Crowdfunding is not a “set and forget” model

Univerity of California, Berkeley logo

University of California, Berkeley logo (Photo credit: Wikipedia)

This post is inspired by a quote from Dr Richard Swart. He is a globally recognized authority on crowdfunding, equity crowdfunding and crowdfund investing. He directs the University of California, Berkeley research program studying crowdfunding and innovation. Recently he hosted an event where five years of statistics from the ASSOB equity crowdfunding platform were presented in the form of a research report entitled  “Signaling in Equity CrowdFunding” at the UC Berkeley’s Fung Institute’s ACADEMIC SYMPOSIUM ON CROWDFUNDING.

This was the inspiring quote:

I don’t believe the vast majority of people who start a crowdfunding campaign know what they’re getting into. The entrepreneur or the founder has to be ready, willing and able to commit a good chunk of energy and time to crowdfunding once they start. It’s not a set and forget model.” — Dr Richard Swart – See more here!

 At ASSOB, the world’s oldest equity crowdfunding platform, an equity or investor crowdfunding raise goes through six separate, but connected stages. Each stage needs continuous attention and actions to give the highest possible chance that capital will be raised.

Lets skip all the compliance stuff (boring) and go directly to the marketing tasks that the entrepreneur or the founder has to be ready, willing and able to commit a good chunk of energy and time to.

The basics are, over a period of time, a raise goes through the following phases:

  1. Pre-launch
  2. Soft-Launch
  3. Live!
  4. Post-launch

All stages require “a good chunk of energy and time”. Especially “Post-launch” when you deliver on the promises you made in your offering communications. If you “forget here” you will be reported to the regulators.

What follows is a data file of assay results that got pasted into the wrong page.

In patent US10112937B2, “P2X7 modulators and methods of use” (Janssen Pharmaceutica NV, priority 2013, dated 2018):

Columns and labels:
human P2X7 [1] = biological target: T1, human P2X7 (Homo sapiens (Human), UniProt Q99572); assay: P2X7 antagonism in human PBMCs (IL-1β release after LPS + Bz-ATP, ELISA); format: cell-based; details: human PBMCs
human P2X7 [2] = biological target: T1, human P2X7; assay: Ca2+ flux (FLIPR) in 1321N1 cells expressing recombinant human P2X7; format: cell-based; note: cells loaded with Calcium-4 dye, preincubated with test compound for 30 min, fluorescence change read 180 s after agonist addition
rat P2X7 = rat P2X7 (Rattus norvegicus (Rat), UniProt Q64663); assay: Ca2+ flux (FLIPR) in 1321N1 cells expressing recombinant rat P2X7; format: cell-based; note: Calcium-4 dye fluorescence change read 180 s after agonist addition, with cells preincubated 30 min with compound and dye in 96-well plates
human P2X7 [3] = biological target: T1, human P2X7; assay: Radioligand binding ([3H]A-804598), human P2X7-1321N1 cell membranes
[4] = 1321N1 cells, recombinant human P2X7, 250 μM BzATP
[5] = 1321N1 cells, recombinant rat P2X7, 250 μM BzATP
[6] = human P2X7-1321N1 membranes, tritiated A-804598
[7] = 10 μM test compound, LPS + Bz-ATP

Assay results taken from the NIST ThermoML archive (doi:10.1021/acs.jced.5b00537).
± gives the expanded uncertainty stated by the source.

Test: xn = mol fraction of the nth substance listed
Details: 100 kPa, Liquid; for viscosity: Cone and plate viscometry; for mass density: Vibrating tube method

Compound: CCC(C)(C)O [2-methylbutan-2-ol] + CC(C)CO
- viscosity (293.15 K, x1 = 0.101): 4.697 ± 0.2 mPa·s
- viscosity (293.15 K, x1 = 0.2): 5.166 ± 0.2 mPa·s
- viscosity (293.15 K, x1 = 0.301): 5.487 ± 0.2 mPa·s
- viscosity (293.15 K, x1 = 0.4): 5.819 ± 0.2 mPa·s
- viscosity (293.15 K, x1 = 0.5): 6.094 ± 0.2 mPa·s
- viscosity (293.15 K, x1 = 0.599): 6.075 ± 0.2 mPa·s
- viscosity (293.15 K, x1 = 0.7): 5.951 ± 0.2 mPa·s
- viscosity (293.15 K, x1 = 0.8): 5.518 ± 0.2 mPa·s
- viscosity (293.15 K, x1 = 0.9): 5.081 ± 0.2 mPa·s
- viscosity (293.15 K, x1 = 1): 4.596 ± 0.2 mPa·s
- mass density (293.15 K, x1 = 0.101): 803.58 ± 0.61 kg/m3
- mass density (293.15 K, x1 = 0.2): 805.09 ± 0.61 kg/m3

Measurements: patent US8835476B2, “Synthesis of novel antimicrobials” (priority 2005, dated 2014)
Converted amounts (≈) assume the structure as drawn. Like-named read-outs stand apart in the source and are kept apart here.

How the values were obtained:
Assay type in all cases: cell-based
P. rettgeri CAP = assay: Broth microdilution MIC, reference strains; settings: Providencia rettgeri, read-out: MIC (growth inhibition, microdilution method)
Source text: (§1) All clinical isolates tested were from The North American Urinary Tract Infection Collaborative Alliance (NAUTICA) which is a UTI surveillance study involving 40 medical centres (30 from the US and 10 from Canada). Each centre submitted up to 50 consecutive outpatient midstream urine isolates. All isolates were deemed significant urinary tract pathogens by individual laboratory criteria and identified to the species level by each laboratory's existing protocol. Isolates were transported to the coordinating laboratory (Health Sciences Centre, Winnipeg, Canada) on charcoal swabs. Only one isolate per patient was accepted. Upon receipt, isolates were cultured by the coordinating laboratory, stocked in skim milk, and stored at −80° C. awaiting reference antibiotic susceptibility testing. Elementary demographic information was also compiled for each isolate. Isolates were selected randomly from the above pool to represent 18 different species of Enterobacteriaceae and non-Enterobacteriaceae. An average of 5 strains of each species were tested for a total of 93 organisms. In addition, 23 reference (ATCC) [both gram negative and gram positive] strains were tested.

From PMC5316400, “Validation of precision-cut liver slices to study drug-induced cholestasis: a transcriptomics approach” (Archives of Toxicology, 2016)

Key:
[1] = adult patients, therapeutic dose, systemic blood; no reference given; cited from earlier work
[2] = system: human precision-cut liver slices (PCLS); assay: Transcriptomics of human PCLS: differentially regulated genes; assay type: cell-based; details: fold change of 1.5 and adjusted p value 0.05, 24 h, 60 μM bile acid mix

To gain and keep investment, from pre-launch to post-launch, you need to communicate what an investor will get from handing their hard earned money over to you. Usually these communications follow a sequence:

  1. First you need to determine what the investment opportunity is for investors and how you/they will articulate it’s value.
  2. Friends, family fans and followers will be initial targets for your influencers, ambassadors and potential investors list but it is important that you dig deeper and identify the investor audience that will resonate with your offering. Some people go as far as to build an avatar and a description of the perfect investor.
  3. Once you have identified the investor audience you need to build the communications program that will be communicate with them to attract and engage. This will include social media, public relations, email, press releases and events.
  4. Once you have the communications program nailed down, and followers attracted to your offering, you need to consistently communicate value to all followers so that they are kept up to speed and find the communications compelling. Then they invest!

These four steps are time consuming but essential. After 300 or so equity crowdfunding raises on the ASSOB platform the ones that get filled are the ones that are worked!

 

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